Join 3,512 readers in helping fund MetaFilter (Hide)


RIP Michael S. Hart
September 7, 2011 5:39 PM   Subscribe

Project Gutenberg founder Michael S. Hart, who first conceived of ebooks in 1971, has died at age 64.
posted by maud (93 comments total) 17 users marked this as a favorite

 
.

The Internet needs more people like this and less like thi$.
posted by lubujackson at 5:44 PM on September 7, 2011 [18 favorites]


.
posted by peppermind at 5:46 PM on September 7, 2011


Thank you for giving something good to the world.
posted by Jehan at 5:47 PM on September 7, 2011 [1 favorite]


He made the world better for posterity, which is a damn good thing to have done.
posted by ardgedee at 5:49 PM on September 7, 2011 [4 favorites]


.
posted by Blazecock Pileon at 5:50 PM on September 7, 2011


.
posted by gnidan at 5:52 PM on September 7, 2011


.
posted by zennie at 5:53 PM on September 7, 2011


I feel like I owe him so much. Participating in Project Gutenberg's Distributed Proofreaders project helped launch my career a decade ago, but that's not the half of it. I wouldn't be who I am without the profound revelations and connections that have come to me in a world where information is free, just like Michael liked it.

.
posted by mynameisluka at 5:54 PM on September 7, 2011 [10 favorites]


PG was my first exposure to the idea that teh internets could be more than just niche interests and porn.


.
posted by lekvar at 5:55 PM on September 7, 2011 [3 favorites]


.
posted by sebastienbailard at 5:59 PM on September 7, 2011


***
posted by wobh at 6:00 PM on September 7, 2011


I remember how excited I was when Project Gutenberg came around. It seemed like such a profound paradigm shift at the time.
posted by It's Raining Florence Henderson at 6:00 PM on September 7, 2011 [6 favorites]


He was like Gutenberg, in a way. Bringing books to the masses.

.
posted by stroke_count at 6:05 PM on September 7, 2011 [2 favorites]


.

I used to correspond with Michael, on and off, from ideas on John Mark Ockerbloom's bookpeople list. Hart always seemed to be fizzing with ideas, including finding ways of sending as many books as possible to people. I got him attached to the tiny Kingmax USB sticks (then the amazingly cheap $5 for 1GB) and he bought up a bunch and sent them out filled with books.

Michael, I raise a slice of sugar pizza to you!
posted by scruss at 6:07 PM on September 7, 2011 [2 favorites]


Heck of an iconoclast.

.
posted by cavalier at 6:09 PM on September 7, 2011


40 Years of Project Gutenberg: A Mini Guide - (this is pretty cool)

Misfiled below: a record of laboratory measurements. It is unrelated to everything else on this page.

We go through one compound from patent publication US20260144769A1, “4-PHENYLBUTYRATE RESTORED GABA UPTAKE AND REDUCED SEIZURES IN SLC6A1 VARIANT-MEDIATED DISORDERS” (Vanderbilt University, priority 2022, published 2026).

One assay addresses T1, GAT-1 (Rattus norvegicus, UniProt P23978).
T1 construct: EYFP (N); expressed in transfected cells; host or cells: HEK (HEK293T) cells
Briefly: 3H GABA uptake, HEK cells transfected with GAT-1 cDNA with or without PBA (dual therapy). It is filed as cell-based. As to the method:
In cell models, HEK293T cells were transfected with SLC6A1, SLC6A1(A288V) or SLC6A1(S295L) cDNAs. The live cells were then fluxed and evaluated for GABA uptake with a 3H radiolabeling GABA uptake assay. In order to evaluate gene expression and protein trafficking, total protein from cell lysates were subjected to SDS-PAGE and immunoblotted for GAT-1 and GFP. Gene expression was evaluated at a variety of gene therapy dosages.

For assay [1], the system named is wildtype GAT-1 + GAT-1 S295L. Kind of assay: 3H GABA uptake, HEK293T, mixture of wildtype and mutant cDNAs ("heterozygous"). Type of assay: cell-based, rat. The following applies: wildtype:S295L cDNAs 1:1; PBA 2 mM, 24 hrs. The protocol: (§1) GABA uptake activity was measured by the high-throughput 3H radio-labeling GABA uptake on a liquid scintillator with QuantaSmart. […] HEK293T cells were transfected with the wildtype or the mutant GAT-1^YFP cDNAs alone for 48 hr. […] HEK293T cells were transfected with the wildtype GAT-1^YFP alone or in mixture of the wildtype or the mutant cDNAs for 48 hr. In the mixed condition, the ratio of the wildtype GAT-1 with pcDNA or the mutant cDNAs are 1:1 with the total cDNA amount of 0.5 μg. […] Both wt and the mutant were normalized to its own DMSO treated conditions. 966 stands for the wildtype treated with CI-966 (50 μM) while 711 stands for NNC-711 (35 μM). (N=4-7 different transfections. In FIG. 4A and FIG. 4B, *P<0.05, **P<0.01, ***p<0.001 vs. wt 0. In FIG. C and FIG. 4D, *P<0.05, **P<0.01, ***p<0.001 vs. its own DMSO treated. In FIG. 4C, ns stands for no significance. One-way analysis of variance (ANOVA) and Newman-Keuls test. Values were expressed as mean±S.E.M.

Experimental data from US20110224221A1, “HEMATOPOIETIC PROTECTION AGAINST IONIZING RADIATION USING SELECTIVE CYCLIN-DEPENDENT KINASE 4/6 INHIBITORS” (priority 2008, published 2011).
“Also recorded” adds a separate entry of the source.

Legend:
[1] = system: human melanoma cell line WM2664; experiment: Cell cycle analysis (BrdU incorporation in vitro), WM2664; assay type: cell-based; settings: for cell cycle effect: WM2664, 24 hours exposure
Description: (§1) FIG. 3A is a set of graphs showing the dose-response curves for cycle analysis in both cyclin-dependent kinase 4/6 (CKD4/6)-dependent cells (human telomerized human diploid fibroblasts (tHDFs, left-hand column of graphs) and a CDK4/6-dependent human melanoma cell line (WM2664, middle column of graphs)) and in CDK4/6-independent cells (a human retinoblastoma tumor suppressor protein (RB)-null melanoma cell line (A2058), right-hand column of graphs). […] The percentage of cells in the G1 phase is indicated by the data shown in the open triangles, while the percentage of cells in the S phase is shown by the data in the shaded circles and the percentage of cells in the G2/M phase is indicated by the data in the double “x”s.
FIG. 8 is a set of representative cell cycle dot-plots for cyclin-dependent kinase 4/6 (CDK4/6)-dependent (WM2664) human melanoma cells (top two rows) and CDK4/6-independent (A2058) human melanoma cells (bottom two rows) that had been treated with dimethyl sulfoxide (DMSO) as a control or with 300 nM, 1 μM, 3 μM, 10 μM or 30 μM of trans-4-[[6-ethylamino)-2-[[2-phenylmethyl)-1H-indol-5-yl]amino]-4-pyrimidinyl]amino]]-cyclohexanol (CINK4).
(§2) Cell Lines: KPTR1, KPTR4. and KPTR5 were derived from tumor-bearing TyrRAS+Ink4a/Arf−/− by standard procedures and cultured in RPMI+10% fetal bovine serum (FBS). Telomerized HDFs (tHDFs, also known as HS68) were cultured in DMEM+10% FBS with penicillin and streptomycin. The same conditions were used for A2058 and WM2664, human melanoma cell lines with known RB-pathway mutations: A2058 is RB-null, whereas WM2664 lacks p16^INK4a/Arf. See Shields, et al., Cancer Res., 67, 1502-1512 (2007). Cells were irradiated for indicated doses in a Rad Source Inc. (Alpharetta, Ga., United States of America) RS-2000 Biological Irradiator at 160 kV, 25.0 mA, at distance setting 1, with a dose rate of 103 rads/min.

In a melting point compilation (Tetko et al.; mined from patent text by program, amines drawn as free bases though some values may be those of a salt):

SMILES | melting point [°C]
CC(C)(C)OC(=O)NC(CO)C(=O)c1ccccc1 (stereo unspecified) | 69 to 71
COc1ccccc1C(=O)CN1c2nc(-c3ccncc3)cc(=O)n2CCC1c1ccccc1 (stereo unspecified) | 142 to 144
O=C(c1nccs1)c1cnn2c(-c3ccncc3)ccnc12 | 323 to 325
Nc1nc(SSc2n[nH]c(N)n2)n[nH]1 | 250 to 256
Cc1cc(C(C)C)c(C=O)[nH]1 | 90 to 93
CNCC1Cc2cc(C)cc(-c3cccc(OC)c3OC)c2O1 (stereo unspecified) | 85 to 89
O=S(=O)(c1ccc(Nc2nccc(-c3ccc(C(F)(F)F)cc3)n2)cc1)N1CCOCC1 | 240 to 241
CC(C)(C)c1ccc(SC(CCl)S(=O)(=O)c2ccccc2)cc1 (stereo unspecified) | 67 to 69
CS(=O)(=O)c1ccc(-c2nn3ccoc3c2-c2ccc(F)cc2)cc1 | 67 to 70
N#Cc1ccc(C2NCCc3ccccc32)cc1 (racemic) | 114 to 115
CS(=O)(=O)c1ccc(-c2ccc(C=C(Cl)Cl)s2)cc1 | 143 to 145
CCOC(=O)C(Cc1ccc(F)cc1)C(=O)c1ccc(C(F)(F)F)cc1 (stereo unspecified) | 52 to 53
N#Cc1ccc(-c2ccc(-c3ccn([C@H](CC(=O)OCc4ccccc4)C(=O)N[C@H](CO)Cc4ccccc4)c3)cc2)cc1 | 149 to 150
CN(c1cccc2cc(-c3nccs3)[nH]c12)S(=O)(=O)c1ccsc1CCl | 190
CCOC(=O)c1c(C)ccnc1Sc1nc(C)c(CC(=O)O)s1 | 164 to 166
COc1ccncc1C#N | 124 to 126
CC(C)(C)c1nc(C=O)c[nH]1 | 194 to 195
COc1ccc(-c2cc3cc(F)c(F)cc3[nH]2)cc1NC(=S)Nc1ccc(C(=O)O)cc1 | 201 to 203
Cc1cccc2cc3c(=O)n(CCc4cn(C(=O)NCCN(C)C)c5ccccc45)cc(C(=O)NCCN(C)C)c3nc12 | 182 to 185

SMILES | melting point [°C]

posted by stbalbach at 6:17 PM on September 7, 2011


.
posted by Doktor Zed at 6:19 PM on September 7, 2011


.
posted by crunchland at 6:21 PM on September 7, 2011


.
posted by elmer benson at 6:26 PM on September 7, 2011


.
posted by dilettante at 6:28 PM on September 7, 2011


.
posted by Deathalicious at 6:36 PM on September 7, 2011


.
posted by sonascope at 6:40 PM on September 7, 2011 [2 favorites]


.
posted by newdaddy at 6:50 PM on September 7, 2011


I have recycled this period from a digitized Shakespeare First Folio:

.
posted by Mr. Bad Example at 6:52 PM on September 7, 2011 [5 favorites]


.
posted by fings at 6:55 PM on September 7, 2011


.

Reading my Kindle in memorial
posted by FreelanceBureaucrat at 7:03 PM on September 7, 2011


.
posted by Monsieur Caution at 7:03 PM on September 7, 2011


He changed the world!
posted by East Manitoba Regional Junior Kabaddi Champion '94 at 7:17 PM on September 7, 2011


.
posted by jgaiser at 7:21 PM on September 7, 2011


.
posted by PhoBWanKenobi at 7:24 PM on September 7, 2011


I always thought to myself, "I ought to help out with that Project Gutenberg thing." But I never did. I am a lazy, worthless, selfish slug. Michael S. Hart was a Great Man.

.
posted by tommyD at 7:29 PM on September 7, 2011 [2 favorites]


.
posted by bjgeiger at 7:30 PM on September 7, 2011


.
posted by MissySedai at 7:32 PM on September 7, 2011


.
posted by Soliloquy at 7:36 PM on September 7, 2011


.
posted by Homeskillet Freshy Fresh at 7:43 PM on September 7, 2011


.
posted by germdisco at 7:48 PM on September 7, 2011


.

His idea was so unorthodox, that even though I know what he did, it still hasn't sunk all the way in. See my comment here, and the (obvious) response.
posted by benito.strauss at 7:49 PM on September 7, 2011


.txt
posted by SmileyChewtrain at 7:55 PM on September 7, 2011 [2 favorites]


.

Too damned young. Does anyone have any info on the cause of death?
posted by blurker at 8:04 PM on September 7, 2011


He made something that truly matters - both as an idea, and as a reality.

.
posted by Ahab at 8:07 PM on September 7, 2011


Project Gutenberg was the place where I found Siddhartha and was able to read it again. Thank You.

.
posted by lilkeith07 at 8:09 PM on September 7, 2011


.
posted by Civil_Disobedient at 8:19 PM on September 7, 2011


.
posted by endless_forms at 8:19 PM on September 7, 2011


.
posted by pts at 8:34 PM on September 7, 2011


.
posted by elmono at 8:34 PM on September 7, 2011


.

Oh, no -- so sad! I'm working on an MLIS, largely inspired by the wonderful stuff he did. Not only did he pull of a game changer with Project Gutenberg, he was kind and thoughtful enough to exchange a few emails with me.